can I substitute baking powder for baking soda?
December 5, 2009 3:44 PM   Subscribe

the recipe calls for baking soda. I only have baking powder. can I substitute? If so, whats the conversion math? Thanks for helping!
posted by hollyanderbody to Food & Drink (15 answers total) 4 users marked this as a favorite
Looks like you can substitute. Who knew?
posted by Sassyfras at 3:46 PM on December 5, 2009

I've always heard somewhere between a 3 to 1 or a 4 to 1 ratio of powder to soda. The issue then becomes what all of that extra cream of tartar in your baking powder is going to do to your recipe - that, I'm not sure.
posted by SNWidget at 3:49 PM on December 5, 2009

What are you baking? I use 2:1 for biscuits.
posted by jeffamaphone at 3:56 PM on December 5, 2009

FWIW, this app seems to think that there's no true substitute. It suggests "experimenting" and using 3/4 teaspoon of ammonium bicarbonate for one teaspoon of baking soda.
posted by Rewind at 4:07 PM on December 5, 2009

My experience has been that while there is some ratio that can be tried, it is not a true arbitrage where one item is exchangeable for the other. Put another way, my cake sucked. If I was in the same situation again, I would curse myself, put my boots on and drive to the sotre even in this snow and get the one for which the recipe called.
posted by JohnnyGunn at 4:11 PM on December 5, 2009 [1 favorite]

If you can substitute, than why do some recipes (Moosewood's amazing Ginger-Chocolate Cake for one) have both?
posted by sully75 at 4:12 PM on December 5, 2009

Ok on preview: Because your cake will suck.
posted by sully75 at 4:13 PM on December 5, 2009

I depends on what you're baking. More info on substitutions here.
posted by webhund at 4:14 PM on December 5, 2009

Baking powder is baking soda... plus cornstarch and salt.
posted by rokusan at 4:20 PM on December 5, 2009

No, baking powder is baking soda plus cream of tartar.

It really depends on what you're baking. If it's something with an acid in it like lemon juice or buttermilk to activate the soda AND it's not a recipe that requires precision like a cake, you probably could substitute. If it's cookies or a cake, just go buy some soda.
posted by elsietheeel at 4:26 PM on December 5, 2009

Baking powder is baking soda... plus cornstarch and salt.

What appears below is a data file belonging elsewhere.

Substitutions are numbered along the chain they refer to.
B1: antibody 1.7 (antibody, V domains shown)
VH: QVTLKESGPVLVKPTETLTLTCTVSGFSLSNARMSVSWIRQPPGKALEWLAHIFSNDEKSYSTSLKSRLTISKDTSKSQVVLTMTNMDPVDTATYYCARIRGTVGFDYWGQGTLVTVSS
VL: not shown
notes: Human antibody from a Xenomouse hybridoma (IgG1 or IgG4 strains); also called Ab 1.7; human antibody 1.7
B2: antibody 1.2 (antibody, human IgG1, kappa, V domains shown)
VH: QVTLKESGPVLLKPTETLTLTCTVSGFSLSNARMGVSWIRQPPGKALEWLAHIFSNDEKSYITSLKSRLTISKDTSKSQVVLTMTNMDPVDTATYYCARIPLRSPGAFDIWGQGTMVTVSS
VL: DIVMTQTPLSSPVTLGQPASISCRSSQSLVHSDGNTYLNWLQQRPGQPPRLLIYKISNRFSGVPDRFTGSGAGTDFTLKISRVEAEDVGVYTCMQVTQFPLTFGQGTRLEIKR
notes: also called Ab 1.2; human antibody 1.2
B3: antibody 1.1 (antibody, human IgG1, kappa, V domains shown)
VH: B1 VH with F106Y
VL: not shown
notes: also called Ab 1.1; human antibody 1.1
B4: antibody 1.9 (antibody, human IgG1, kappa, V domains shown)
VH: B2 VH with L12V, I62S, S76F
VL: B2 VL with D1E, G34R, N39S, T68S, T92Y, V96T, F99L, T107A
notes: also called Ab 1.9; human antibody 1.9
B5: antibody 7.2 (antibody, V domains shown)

Not exactly true. Baking soda is sodium bicarbonate (NaHCO3), which reacts with acids in your ingredients to release carbon dioxide, which leavens your food. Baking powder is baking soda plus an acid salt such as cream of tartar(KC4H5O6) and monocalcium phosphate (Ca(H2PO4)2)--hence, "double acting." This eliminates the need for another source of acid in the recipe.
posted by pullayup at 4:31 PM on December 5, 2009 [8 favorites]

Pullayup has it right. You can substitute, but if there is an acid in the ingredients (lemon juice, vinegar, buttermilk) you might want to reduce or eliminate it.
posted by Nothing at 4:57 PM on December 5, 2009

Pullayup just destroyed me with Science! I thought it was just regular salt.
posted by rokusan at 5:10 PM on December 5, 2009

I always learned that you can substitute the other way (ie baking soda for powder) if you add cream of tartar but that you usually cannot successfully substitute the powder for soda because the cream of tartar will screw the recipe up. I learned this from a relative who is a pastry chef so I assume it's true. Baking is more like chemistry than cooking, the relative amounts are very important so I'd not risk it if it's important.
posted by fshgrl at 10:39 PM on December 5, 2009 [1 favorite]

Anecdote: Mr. amusebuche loves to tell the story about the time I made a batch of scones in a new apartment, and substituted soda for powder, since that was all I had on hand. They came out of the oven so beautifully, golden and risen high, with an intoxicating aroma. With mouths watering, we sat down to break into the hot scones with some butter and jam and upon the first bite, we knew that something was horribly wrong. They tasted metallic, to the point of being inedible, and the whole batch went in the bin. I guess you can safely substitute powder for soda, but not the other way around.
posted by amusebuche at 7:37 AM on December 6, 2009

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